Another established method is to use globally unique identifiers (GUID) that represent an entity and reference data can be associated through this GUID. In this way the data model overcomes the dependency on system speak, a principle which should also extend down to attributes that describe data within systems.

Data Acquisition — New data sources, and data within those sources may be inconsistent. Because of these external and internal inconsistencies, establishing a reliable, repeatable data acquisition process will support the ability to effectively manage and improve entity resolution activities, like validating, standardizing and enriching data.

Data Validation, Standardization and Enrichment — At a minimum to ensure good data consistency, validation, standardization and data enrichment should be implemented. Validation aims to eliminate erroneous data entries, like fake emails. Standardization conforms data to known values (like country codes), formats (like telephone numbers), and fields (like addresses). While data enrichment improves the process by adding useful attributes that aid in more accurate entity resolution. This results in cleansed data ready for entity resolution.

Entity Resolution — Entity resolution consists of a general workflow that subjects the validated and standardized data to a set of match rules which determine how to proceed based on deterministic and probabilistic matching algorithms. Similar entries are treated according to their score. Entities with scores that signal tight similarity may be automatically resolved, others that are fuzzier may be sent to a data steward for resolution. And still, entity cross-referencing may simply be recorded while the master record remains unchanged. Further entity resolution management activities include Master Data ID management—management of the Global IDs and Cross-Reference (x-Ref) information—and Affiliation Management—understanding and establishment of the relationships between MD entity records that correspond to the relationships they share in the real-world.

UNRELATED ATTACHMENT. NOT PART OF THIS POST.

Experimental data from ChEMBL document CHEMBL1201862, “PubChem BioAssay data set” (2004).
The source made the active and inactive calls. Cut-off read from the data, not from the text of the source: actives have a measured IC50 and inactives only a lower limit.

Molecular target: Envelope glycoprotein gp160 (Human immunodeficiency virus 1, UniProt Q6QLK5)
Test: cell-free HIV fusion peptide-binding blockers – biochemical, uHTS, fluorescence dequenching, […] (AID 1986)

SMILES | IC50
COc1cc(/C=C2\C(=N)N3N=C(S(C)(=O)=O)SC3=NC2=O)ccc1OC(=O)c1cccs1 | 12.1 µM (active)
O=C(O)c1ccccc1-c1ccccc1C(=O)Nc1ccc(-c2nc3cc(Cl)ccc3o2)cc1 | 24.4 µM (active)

At this point, Identification Management and Metadata Management systems will begin to manage the growing metadata and Globally Unique Identifiers that support access to the data now connected to newly discovered entities.

What are examples of entity resolution?

To illustrate, we use the following source data received by an MDM system. Imagine two data sets pulled together with very similar structures, but inconsistent entry data.

Source ID Name Address Telephone
549 Jacob Smith 555 Main St., Freedonia, QT 87456
183 J. Smith 555 Main St., Freedonia 2345678900
349 Joanna Smith 555 Main St., Freedonia 234-567-8900

Between the three entries, standardization appears to be missing, but many similarities are present. Firstly, the surnames create overlap and because the addresses are very close to the same there is cause to believe these entries are related. But the abbreviated first name in entry 183 leaves questions, and the entities need to be resolved. Potentially this entry could represent the same entity as one of the other two, or a third entity living at the same address, or simply be out of date. Similar discrepancies in the telephone fields also present questions. If it’s learned that Jacob Smith’s telephone is different from Joanna Smith’s, then there is a better chance that entry 183 is Joanna Smith. But if entry 549’s telephone is identical to J. Smith, then more information may be needed to resolve the correct entity.

This simplified demonstration shows entity resolutions at a very basic level, sometimes it is performed manually on small data sets using spreadsheets. But these techniques are absurdly inadequate for organizations today who are leveraging their big data as an operational asset. In these big data cases entity resolution needs to be automatic to be effective and efficient. Master Data Management platforms provide these automated entity resolution capabilities.